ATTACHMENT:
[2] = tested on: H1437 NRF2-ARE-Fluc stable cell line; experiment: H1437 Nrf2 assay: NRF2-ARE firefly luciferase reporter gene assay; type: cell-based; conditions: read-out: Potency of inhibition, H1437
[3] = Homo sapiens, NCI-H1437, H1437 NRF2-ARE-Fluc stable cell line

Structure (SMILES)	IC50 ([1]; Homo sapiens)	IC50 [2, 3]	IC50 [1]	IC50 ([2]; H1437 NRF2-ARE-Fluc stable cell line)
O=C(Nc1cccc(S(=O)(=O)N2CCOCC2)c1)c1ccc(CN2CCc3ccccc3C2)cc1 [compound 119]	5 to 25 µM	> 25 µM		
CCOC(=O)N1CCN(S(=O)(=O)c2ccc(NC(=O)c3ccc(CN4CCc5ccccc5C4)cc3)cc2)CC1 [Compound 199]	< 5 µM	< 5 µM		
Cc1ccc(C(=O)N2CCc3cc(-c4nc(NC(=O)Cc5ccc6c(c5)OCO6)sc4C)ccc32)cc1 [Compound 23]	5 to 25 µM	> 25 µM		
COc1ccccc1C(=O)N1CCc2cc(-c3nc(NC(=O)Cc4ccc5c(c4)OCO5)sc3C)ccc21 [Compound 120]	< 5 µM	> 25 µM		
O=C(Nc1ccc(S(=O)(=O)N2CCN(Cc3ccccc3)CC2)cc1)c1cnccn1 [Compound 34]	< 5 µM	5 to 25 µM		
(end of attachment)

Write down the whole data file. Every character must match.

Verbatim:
[2] = tested on: H1437 NRF2-ARE-Fluc stable cell line; experiment: H1437 Nrf2 assay: NRF2-ARE firefly luciferase reporter gene assay; type: cell-based; conditions: read-out: Potency of inhibition, H1437
[3] = Homo sapiens, NCI-H1437, H1437 NRF2-ARE-Fluc stable cell line

Structure (SMILES)	IC50 ([1]; Homo sapiens)	IC50 [2, 3]	IC50 [1]	IC50 ([2]; H1437 NRF2-ARE-Fluc stable cell line)
O=C(Nc1cccc(S(=O)(=O)N2CCOCC2)c1)c1ccc(CN2CCc3ccccc3C2)cc1 [compound 119]	5 to 25 µM	> 25 µM		
CCOC(=O)N1CCN(S(=O)(=O)c2ccc(NC(=O)c3ccc(CN4CCc5ccccc5C4)cc3)cc2)CC1 [Compound 199]	< 5 µM	< 5 µM		
Cc1ccc(C(=O)N2CCc3cc(-c4nc(NC(=O)Cc5ccc6c(c5)OCO6)sc4C)ccc32)cc1 [Compound 23]	5 to 25 µM	> 25 µM		
COc1ccccc1C(=O)N1CCc2cc(-c3nc(NC(=O)Cc4ccc5c(c4)OCO5)sc3C)ccc21 [Compound 120]	< 5 µM	> 25 µM		
O=C(Nc1ccc(S(=O)(=O)N2CCN(Cc3ccccc3)CC2)cc1)c1cnccn1 [Compound 34]	< 5 µM	5 to 25 µM		